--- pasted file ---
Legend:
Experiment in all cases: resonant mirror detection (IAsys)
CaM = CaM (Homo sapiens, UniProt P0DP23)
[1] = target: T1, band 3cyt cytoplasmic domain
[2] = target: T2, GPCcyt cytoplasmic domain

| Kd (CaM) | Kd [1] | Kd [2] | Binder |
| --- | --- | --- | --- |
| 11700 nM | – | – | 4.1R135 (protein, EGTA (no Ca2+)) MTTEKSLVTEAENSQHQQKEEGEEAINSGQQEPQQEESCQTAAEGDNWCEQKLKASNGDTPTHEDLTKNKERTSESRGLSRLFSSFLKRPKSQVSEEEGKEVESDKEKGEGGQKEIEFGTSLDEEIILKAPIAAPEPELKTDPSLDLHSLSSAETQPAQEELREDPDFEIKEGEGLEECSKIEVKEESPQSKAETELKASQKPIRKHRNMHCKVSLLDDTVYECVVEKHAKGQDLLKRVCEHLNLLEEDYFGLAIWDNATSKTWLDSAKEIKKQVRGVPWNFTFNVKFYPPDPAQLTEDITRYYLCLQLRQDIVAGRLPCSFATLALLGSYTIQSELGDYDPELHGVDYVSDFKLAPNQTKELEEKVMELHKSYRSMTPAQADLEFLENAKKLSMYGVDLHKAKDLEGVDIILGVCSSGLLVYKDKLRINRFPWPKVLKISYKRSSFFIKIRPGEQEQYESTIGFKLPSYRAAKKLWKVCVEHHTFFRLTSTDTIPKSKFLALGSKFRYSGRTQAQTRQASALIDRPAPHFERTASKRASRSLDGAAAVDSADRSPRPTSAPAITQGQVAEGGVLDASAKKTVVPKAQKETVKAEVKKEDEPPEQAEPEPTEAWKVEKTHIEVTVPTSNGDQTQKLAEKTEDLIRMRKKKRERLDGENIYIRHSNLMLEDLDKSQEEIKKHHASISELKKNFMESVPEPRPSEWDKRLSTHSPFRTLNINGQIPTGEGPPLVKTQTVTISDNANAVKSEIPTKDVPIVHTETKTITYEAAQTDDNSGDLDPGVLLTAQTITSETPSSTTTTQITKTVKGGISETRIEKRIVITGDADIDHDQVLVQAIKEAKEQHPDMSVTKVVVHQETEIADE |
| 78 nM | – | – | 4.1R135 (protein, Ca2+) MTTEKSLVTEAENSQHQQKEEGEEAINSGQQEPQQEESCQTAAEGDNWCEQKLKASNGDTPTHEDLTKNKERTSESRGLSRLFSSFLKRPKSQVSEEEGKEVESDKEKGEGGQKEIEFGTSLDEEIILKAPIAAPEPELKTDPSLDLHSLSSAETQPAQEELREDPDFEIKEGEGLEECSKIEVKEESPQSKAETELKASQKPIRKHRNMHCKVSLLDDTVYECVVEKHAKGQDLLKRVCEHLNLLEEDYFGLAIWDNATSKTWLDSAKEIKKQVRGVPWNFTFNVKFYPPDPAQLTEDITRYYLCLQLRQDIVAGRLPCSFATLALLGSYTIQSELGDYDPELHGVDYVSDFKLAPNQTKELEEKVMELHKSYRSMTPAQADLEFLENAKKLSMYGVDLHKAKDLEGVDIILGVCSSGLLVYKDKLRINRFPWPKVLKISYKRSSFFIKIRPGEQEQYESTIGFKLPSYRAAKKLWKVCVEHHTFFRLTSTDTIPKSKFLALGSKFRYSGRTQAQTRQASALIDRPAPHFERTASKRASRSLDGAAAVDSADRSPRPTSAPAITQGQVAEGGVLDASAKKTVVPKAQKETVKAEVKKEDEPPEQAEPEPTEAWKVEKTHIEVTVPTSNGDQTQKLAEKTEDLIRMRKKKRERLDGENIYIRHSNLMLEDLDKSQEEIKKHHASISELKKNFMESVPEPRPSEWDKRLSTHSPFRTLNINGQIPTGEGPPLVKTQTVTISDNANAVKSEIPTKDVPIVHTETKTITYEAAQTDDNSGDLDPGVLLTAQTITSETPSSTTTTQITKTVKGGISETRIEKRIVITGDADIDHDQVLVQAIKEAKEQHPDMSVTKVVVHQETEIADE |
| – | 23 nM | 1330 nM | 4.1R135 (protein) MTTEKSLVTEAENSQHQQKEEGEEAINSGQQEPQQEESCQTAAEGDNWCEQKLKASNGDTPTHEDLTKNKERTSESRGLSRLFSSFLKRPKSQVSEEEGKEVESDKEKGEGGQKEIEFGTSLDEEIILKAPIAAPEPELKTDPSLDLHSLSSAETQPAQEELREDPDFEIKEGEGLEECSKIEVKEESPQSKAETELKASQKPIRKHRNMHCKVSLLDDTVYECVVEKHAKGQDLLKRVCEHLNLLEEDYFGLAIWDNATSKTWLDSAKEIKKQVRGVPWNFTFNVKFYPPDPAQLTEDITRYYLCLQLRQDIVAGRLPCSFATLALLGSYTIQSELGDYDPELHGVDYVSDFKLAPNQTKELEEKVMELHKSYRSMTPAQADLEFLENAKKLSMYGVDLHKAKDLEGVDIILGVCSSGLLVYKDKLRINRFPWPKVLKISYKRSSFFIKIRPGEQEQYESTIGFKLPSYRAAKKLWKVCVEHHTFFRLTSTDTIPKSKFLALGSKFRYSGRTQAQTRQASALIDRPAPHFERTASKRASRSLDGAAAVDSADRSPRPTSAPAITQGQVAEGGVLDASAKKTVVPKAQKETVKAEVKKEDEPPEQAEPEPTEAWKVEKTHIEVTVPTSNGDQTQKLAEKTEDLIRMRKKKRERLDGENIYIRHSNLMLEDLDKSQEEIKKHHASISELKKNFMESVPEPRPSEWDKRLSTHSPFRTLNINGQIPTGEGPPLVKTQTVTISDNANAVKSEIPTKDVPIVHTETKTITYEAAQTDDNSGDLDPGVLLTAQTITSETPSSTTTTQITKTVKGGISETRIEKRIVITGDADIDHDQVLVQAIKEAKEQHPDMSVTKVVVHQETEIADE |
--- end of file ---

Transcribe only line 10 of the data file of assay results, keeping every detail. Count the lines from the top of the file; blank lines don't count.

| – | 23 nM | 1330 nM | 4.1R135 (protein) MTTEKSLVTEAENSQHQQKEEGEEAINSGQQEPQQEESCQTAAEGDNWCEQKLKASNGDTPTHEDLTKNKERTSESRGLSRLFSSFLKRPKSQVSEEEGKEVESDKEKGEGGQKEIEFGTSLDEEIILKAPIAAPEPELKTDPSLDLHSLSSAETQPAQEELREDPDFEIKEGEGLEECSKIEVKEESPQSKAETELKASQKPIRKHRNMHCKVSLLDDTVYECVVEKHAKGQDLLKRVCEHLNLLEEDYFGLAIWDNATSKTWLDSAKEIKKQVRGVPWNFTFNVKFYPPDPAQLTEDITRYYLCLQLRQDIVAGRLPCSFATLALLGSYTIQSELGDYDPELHGVDYVSDFKLAPNQTKELEEKVMELHKSYRSMTPAQADLEFLENAKKLSMYGVDLHKAKDLEGVDIILGVCSSGLLVYKDKLRINRFPWPKVLKISYKRSSFFIKIRPGEQEQYESTIGFKLPSYRAAKKLWKVCVEHHTFFRLTSTDTIPKSKFLALGSKFRYSGRTQAQTRQASALIDRPAPHFERTASKRASRSLDGAAAVDSADRSPRPTSAPAITQGQVAEGGVLDASAKKTVVPKAQKETVKAEVKKEDEPPEQAEPEPTEAWKVEKTHIEVTVPTSNGDQTQKLAEKTEDLIRMRKKKRERLDGENIYIRHSNLMLEDLDKSQEEIKKHHASISELKKNFMESVPEPRPSEWDKRLSTHSPFRTLNINGQIPTGEGPPLVKTQTVTISDNANAVKSEIPTKDVPIVHTETKTITYEAAQTDDNSGDLDPGVLLTAQTITSETPSSTTTTQITKTVKGGISETRIEKRIVITGDADIDHDQVLVQAIKEAKEQHPDMSVTKVVVHQETEIADE |